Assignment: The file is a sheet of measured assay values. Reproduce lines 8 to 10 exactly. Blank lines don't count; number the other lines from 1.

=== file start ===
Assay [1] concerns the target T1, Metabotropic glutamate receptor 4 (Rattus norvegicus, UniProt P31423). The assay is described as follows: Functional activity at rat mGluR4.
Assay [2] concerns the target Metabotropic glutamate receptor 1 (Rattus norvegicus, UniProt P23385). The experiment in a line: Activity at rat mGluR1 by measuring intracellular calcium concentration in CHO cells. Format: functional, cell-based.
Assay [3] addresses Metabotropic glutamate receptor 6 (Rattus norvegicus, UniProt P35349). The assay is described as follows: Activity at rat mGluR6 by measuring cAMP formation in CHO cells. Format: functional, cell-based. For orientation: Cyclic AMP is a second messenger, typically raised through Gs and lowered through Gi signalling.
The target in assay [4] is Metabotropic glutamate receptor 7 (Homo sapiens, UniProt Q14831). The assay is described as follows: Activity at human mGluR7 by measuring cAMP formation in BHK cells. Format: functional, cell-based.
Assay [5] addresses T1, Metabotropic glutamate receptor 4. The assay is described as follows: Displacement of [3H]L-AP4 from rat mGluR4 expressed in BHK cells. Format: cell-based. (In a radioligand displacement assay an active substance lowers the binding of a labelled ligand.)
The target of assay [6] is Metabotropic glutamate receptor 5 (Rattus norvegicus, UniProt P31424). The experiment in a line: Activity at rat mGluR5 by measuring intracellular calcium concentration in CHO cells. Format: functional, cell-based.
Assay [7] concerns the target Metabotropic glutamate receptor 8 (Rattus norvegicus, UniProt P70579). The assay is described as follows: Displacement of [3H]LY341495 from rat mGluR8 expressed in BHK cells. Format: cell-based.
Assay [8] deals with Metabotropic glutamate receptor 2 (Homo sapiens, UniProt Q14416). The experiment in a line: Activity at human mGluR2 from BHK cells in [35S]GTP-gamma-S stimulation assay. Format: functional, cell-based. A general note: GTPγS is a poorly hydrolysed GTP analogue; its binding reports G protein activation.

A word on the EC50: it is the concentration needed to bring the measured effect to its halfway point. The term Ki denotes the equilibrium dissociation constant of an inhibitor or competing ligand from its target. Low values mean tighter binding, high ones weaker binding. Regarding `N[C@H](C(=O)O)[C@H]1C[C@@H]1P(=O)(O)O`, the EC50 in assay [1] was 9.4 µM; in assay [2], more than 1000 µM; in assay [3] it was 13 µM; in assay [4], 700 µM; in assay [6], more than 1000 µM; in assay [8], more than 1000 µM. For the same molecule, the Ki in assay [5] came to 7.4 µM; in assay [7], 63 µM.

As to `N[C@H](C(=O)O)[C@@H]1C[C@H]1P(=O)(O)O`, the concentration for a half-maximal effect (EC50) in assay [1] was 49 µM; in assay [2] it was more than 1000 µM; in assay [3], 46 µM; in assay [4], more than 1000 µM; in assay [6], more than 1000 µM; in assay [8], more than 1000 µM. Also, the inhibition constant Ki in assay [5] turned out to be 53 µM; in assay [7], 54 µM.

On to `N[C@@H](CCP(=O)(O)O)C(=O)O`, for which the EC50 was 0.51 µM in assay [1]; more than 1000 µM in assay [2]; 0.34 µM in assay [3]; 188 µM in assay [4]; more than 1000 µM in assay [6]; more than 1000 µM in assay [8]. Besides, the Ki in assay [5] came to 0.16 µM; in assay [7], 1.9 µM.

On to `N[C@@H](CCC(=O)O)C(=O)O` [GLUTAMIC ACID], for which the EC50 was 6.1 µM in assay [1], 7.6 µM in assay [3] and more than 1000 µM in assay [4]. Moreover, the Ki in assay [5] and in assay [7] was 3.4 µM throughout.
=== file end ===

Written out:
Assay [8] deals with Metabotropic glutamate receptor 2 (Homo sapiens, UniProt Q14416). The experiment in a line: Activity at human mGluR2 from BHK cells in [35S]GTP-gamma-S stimulation assay. Format: functional, cell-based. A general note: GTPγS is a poorly hydrolysed GTP analogue; its binding reports G protein activation.

A word on the EC50: it is the concentration needed to bring the measured effect to its halfway point. The term Ki denotes the equilibrium dissociation constant of an inhibitor or competing ligand from its target. Low values mean tighter binding, high ones weaker binding. Regarding `N[C@H](C(=O)O)[C@H]1C[C@@H]1P(=O)(O)O`, the EC50 in assay [1] was 9.4 µM; in assay [2], more than 1000 µM; in assay [3] it was 13 µM; in assay [4], 700 µM; in assay [6], more than 1000 µM; in assay [8], more than 1000 µM. For the same molecule, the Ki in assay [5] came to 7.4 µM; in assay [7], 63 µM.

As to `N[C@H](C(=O)O)[C@@H]1C[C@H]1P(=O)(O)O`, the concentration for a half-maximal effect (EC50) in assay [1] was 49 µM; in assay [2] it was more than 1000 µM; in assay [3], 46 µM; in assay [4], more than 1000 µM; in assay [6], more than 1000 µM; in assay [8], more than 1000 µM. Also, the inhibition constant Ki in assay [5] turned out to be 53 µM; in assay [7], 54 µM.